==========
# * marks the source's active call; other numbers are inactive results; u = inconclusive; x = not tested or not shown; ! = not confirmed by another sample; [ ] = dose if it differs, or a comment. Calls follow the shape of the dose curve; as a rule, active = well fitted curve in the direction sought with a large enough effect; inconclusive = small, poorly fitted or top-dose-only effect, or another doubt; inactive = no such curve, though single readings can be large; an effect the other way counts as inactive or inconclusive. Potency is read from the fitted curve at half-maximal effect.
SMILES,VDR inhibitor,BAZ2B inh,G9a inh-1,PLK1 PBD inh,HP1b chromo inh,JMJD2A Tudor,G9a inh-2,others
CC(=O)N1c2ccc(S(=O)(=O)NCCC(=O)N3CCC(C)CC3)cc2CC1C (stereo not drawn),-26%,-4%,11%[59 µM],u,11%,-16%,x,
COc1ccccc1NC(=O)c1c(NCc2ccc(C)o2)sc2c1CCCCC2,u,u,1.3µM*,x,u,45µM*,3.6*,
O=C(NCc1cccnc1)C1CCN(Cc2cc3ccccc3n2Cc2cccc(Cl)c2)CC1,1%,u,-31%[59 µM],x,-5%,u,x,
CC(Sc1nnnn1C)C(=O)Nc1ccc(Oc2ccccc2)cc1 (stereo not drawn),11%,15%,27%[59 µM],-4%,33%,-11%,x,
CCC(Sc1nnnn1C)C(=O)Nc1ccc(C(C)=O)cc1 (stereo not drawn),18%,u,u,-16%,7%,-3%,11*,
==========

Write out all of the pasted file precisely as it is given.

# * marks the source's active call; other numbers are inactive results; u = inconclusive; x = not tested or not shown; ! = not confirmed by another sample; [ ] = dose if it differs, or a comment. Calls follow the shape of the dose curve; as a rule, active = well fitted curve in the direction sought with a large enough effect; inconclusive = small, poorly fitted or top-dose-only effect, or another doubt; inactive = no such curve, though single readings can be large; an effect the other way counts as inactive or inconclusive. Potency is read from the fitted curve at half-maximal effect.
SMILES,VDR inhibitor,BAZ2B inh,G9a inh-1,PLK1 PBD inh,HP1b chromo inh,JMJD2A Tudor,G9a inh-2,others
CC(=O)N1c2ccc(S(=O)(=O)NCCC(=O)N3CCC(C)CC3)cc2CC1C (stereo not drawn),-26%,-4%,11%[59 µM],u,11%,-16%,x,
COc1ccccc1NC(=O)c1c(NCc2ccc(C)o2)sc2c1CCCCC2,u,u,1.3µM*,x,u,45µM*,3.6*,
O=C(NCc1cccnc1)C1CCN(Cc2cc3ccccc3n2Cc2cccc(Cl)c2)CC1,1%,u,-31%[59 µM],x,-5%,u,x,
CC(Sc1nnnn1C)C(=O)Nc1ccc(Oc2ccccc2)cc1 (stereo not drawn),11%,15%,27%[59 µM],-4%,33%,-11%,x,
CCC(Sc1nnnn1C)C(=O)Nc1ccc(C(C)=O)cc1 (stereo not drawn),18%,u,u,-16%,7%,-3%,11*,